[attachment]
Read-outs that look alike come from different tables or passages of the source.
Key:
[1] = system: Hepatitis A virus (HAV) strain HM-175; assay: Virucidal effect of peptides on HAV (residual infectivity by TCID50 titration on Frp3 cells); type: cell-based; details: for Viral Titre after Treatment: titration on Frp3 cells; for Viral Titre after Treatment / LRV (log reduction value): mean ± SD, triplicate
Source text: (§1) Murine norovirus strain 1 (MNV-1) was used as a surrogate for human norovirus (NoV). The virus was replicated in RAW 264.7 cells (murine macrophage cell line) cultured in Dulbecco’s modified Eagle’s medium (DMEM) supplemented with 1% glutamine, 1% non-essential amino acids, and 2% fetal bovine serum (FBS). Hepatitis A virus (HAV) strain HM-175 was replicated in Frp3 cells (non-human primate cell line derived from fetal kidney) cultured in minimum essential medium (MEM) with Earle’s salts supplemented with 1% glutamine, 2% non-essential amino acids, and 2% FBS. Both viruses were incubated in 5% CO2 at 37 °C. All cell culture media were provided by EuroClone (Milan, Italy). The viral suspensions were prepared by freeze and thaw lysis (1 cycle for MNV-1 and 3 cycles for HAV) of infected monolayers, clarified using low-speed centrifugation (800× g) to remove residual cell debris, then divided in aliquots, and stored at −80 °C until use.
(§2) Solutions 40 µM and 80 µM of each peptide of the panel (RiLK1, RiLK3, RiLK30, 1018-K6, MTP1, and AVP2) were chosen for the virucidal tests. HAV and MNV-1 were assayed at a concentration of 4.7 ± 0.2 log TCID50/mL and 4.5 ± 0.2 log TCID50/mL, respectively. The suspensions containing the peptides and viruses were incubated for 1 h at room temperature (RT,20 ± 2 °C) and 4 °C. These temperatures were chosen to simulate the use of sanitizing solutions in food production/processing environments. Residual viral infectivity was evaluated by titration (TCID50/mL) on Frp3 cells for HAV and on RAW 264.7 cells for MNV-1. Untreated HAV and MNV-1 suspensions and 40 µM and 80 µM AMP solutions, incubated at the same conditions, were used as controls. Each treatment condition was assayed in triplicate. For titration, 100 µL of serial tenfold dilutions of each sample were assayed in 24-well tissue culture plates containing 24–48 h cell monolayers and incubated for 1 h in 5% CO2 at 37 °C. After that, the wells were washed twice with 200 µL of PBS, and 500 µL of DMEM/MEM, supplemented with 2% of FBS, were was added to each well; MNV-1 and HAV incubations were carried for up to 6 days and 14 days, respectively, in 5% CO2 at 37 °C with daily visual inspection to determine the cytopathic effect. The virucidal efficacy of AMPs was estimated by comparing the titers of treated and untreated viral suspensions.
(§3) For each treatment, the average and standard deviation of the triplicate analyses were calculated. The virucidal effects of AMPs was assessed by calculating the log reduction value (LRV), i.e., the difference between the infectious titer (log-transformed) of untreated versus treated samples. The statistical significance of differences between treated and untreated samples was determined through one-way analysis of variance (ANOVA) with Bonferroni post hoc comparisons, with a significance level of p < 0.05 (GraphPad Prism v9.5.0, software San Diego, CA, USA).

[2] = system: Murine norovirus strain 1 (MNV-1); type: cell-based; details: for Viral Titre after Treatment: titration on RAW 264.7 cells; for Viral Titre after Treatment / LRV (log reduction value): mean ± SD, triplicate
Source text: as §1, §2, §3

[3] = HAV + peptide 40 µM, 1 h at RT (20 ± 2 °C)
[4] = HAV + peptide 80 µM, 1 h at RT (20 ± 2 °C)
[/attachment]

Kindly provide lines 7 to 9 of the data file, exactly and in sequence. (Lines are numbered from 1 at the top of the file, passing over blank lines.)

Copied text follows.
[2] = system: Murine norovirus strain 1 (MNV-1); type: cell-based; details: for Viral Titre after Treatment: titration on RAW 264.7 cells; for Viral Titre after Treatment / LRV (log reduction value): mean ± SD, triplicate
Source text: as §1, §2, §3

[3] = HAV + peptide 40 µM, 1 h at RT (20 ± 2 °C)